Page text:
OCTAHEDRON’s Many Faces

A lonely cabin sits in a gnarled, silent forest, lit only by a fire from the inside. When the fireplace inevitably runs out of fuel, the cabin’s resident is forced to leave their safe location and venture into the outside, planning to return quickly.

OCTAHEDRON begins with this grim scene, cast entirely in grayscale. Players coming from a background with horror film might recognize the grainy quality of the film and familiar stakes, and they know what happens next: The protagonist is about to meet with some ghastly fate. This time, that fate will turn them into a neon polyhedral-headed figure, and put them in the midst of a vertical maze.

OCTAHEDRON, published by the Square Enix Collective, calls upon the faculties and skills of classic two-dimensional platforming skills, and puts them to the test in a new arena, called Veetragoul. The objective: Climb as high as possible to reach the next stage. Players have their skills of movement and jumping at their disposal, alongside the ability to create a physical platform beneath their feet, and move it at their whim. These platforms are temporary, lasting only a few seconds, but even one of those seconds could mean the difference between success and catastrophic failure. Precision in all areas is the only thing that will save the player from losing all their hard work in an instant.

The game is entirely wordless: Players receive no written or verbal instruction of any kind, during the intro or during gameplay. In an age when most games provide guidance in the form of “help” or “hint” buttons, this may seem out of place: Without directions, how will players know what to do?

This method of throwing players into gameplay headfirst hearkens back to an earlier age in gaming. Classic games like Nintendo’s “Super Mario Bros” were designed to use the act of playing the game to teach them about playing. In order to begin the game, they were required to move to the right, and from there they learned to jump, hit question mark blocks, and go through pipes.

Similarly, OCTAHEDRON players are introduced to platform-creation within the first few seconds of gameplay, and then immediately apply it. They learn in their first stage how to jump from point to point, recover their platform power and jump again. By the time they reach the first gate, they understand the game’s most basic controls.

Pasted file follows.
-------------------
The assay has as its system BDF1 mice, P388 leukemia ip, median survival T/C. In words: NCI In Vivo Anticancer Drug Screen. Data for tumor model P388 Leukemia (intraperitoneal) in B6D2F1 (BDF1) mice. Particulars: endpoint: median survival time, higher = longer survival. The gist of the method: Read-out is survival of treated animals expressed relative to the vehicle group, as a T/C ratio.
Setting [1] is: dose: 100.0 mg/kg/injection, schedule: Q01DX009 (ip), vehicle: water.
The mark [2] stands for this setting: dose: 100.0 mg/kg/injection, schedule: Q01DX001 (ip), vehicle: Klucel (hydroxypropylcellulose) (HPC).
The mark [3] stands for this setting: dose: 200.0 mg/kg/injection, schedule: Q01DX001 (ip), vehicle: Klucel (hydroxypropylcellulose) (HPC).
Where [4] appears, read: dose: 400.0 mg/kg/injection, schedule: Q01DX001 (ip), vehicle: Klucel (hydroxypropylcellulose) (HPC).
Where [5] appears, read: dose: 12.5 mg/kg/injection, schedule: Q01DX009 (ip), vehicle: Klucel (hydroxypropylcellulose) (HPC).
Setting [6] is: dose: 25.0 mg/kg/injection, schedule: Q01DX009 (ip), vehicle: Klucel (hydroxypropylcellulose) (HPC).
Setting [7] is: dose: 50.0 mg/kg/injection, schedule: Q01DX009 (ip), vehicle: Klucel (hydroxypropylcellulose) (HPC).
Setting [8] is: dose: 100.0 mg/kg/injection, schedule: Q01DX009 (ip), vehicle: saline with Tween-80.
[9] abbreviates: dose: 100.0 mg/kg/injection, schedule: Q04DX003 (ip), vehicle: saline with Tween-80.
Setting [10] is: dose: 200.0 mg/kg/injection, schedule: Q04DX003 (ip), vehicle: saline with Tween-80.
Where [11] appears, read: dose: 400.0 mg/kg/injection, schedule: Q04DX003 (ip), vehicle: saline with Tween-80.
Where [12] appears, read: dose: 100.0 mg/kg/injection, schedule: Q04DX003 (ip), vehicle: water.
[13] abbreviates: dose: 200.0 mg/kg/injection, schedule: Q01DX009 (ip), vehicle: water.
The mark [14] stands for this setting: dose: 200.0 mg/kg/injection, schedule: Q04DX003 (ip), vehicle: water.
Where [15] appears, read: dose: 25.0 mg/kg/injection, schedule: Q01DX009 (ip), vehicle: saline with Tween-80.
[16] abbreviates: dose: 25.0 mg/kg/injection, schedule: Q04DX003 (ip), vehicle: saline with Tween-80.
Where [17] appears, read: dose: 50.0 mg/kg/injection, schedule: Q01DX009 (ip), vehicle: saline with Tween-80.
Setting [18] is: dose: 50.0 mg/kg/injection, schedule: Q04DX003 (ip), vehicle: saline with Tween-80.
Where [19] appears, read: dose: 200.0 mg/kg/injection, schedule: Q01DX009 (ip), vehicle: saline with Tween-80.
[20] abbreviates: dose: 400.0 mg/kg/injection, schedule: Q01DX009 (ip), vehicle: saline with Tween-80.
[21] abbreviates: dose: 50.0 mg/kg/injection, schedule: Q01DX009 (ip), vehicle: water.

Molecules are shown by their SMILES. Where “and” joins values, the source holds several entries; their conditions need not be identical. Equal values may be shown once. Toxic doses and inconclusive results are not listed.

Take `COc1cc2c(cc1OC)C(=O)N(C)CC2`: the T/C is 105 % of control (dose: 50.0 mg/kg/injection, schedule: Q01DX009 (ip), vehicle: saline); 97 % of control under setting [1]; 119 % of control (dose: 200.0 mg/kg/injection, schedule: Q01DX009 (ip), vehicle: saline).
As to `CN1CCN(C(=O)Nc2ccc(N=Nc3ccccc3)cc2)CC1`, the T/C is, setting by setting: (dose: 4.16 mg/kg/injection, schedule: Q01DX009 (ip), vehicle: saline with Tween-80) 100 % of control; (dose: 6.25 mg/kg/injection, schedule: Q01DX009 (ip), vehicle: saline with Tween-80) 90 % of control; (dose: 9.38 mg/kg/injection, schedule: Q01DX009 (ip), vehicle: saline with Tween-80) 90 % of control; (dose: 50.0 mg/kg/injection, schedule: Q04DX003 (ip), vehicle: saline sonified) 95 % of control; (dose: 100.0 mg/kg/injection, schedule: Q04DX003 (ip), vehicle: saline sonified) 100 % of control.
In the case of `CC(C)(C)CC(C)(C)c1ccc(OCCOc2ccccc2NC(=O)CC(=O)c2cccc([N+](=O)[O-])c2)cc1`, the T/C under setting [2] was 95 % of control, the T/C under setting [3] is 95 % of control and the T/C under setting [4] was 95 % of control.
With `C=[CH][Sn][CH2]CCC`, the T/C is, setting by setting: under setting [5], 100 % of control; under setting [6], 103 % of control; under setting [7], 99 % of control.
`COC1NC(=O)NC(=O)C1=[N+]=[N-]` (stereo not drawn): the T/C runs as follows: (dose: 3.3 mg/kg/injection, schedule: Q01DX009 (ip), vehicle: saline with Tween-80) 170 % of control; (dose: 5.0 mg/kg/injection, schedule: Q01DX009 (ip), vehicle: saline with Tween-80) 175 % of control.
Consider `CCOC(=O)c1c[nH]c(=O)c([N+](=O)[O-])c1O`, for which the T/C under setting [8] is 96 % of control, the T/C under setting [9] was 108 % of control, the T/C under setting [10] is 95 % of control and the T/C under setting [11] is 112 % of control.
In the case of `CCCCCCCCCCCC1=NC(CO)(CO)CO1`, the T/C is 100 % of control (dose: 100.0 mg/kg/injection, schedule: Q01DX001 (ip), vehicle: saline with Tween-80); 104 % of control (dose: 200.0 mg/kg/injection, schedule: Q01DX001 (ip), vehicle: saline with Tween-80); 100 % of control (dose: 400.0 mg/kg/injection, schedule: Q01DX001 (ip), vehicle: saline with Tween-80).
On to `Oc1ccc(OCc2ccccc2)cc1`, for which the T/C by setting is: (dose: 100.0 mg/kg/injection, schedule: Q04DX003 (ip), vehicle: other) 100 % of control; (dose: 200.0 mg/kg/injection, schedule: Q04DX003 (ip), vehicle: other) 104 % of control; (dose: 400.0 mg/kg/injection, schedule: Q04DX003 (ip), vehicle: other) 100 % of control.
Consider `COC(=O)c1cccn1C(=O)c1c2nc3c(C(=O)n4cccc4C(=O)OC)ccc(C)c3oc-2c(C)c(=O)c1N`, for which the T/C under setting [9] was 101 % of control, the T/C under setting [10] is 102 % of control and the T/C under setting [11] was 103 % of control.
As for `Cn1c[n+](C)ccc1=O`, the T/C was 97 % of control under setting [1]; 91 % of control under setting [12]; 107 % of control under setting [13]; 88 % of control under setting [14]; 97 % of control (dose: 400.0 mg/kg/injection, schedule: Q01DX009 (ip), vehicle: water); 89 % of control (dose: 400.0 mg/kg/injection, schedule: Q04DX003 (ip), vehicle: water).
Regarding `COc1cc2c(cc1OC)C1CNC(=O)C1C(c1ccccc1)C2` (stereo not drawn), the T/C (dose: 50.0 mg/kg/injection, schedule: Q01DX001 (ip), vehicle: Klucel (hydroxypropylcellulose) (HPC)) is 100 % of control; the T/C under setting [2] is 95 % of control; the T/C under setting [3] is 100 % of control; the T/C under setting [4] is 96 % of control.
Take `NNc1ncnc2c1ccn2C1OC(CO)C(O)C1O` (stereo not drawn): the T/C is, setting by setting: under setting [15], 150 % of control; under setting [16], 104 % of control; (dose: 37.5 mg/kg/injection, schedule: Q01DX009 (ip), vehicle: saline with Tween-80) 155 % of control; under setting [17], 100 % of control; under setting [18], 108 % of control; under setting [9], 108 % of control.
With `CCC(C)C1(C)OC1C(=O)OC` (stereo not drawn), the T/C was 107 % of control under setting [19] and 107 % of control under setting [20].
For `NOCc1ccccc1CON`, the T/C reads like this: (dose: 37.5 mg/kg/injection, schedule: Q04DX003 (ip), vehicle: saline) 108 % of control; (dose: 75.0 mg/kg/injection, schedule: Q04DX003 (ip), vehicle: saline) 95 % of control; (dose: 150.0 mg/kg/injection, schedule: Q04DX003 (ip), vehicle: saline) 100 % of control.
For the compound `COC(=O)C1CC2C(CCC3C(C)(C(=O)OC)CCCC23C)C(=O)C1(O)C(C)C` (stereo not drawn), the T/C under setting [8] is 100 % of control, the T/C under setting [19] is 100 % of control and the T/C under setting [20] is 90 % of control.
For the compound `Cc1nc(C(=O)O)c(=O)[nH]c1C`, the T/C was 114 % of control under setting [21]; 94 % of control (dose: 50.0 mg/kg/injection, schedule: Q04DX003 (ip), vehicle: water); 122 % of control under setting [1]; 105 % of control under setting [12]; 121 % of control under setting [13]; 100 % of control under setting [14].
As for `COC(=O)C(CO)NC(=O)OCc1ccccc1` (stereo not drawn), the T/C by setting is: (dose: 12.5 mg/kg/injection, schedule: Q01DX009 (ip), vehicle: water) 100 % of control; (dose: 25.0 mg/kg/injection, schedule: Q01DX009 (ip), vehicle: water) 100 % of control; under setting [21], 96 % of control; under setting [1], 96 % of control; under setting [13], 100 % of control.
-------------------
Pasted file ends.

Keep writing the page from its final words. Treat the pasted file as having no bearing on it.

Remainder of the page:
Although their colorful nature might make them appear to be simply showy, the visuals are an equally critical tool. Players learn early on that smooth, technicolor rectangles are safe, but red lines with jagged edges spell disaster. Glowing, regular shapes are extra points, and anything with three dimensions is a collectable enhancement to the protagonist’s octahedral head. Flat-colored creatures with spindly legs are out for blood, and should be avoided at all costs, but the glowing platforms players create can block their movements and jumps.

But what makes OCTAHEDRON stand out from all the rest is something different: its sound. Demimonde, the studio that created the game, worked with musicians such as Chipzel, Andre Sobata, and Derek Howell, using trance music to tell a story. Developer Monomirror brings his background in trance music into the spotlight, designing a game that seamlessly integrates that soundtrack with gameplay. The soundscape they created provides tension without forcing the game to sacrifice player exploration. If you use a little imagination and pay attention, you can see when the light and color patterns sync up to the music behind them.

This deep sound design even goes beyond a base soundtrack. Players are rewarded with pleasant, interesting sounds when they collect power-ups or move platforms, and experience harsh, angry sounds when their avatar is damaged. These mechanics teach players that breaking fragile hanging lightbulbs is a good idea, contrary to what they might think at first, and allow them to clearly identify what will harm them and what won’t.

All of these tools allow OCTAHEDRON to speak to players in a universal language. By not relying on written or spoken word, the game is opened up to a whole world of players, giving it the potential to spread far and wide. This, coupled with its unique approach to platforming, is sure to make it appeal to many players, and provide them with hours of fun and engaging gameplay.

OCTAHEDRON released today, Tuesday, March 20th, and it is available on PlayStation4, XBox One, and PC.

About The Author

Ara Alexander

Ara Alexander is the latest addition to our Outerhaven family. An avid gamer, they gravitate more to the more chill side of gaming, as well as indie gaming.

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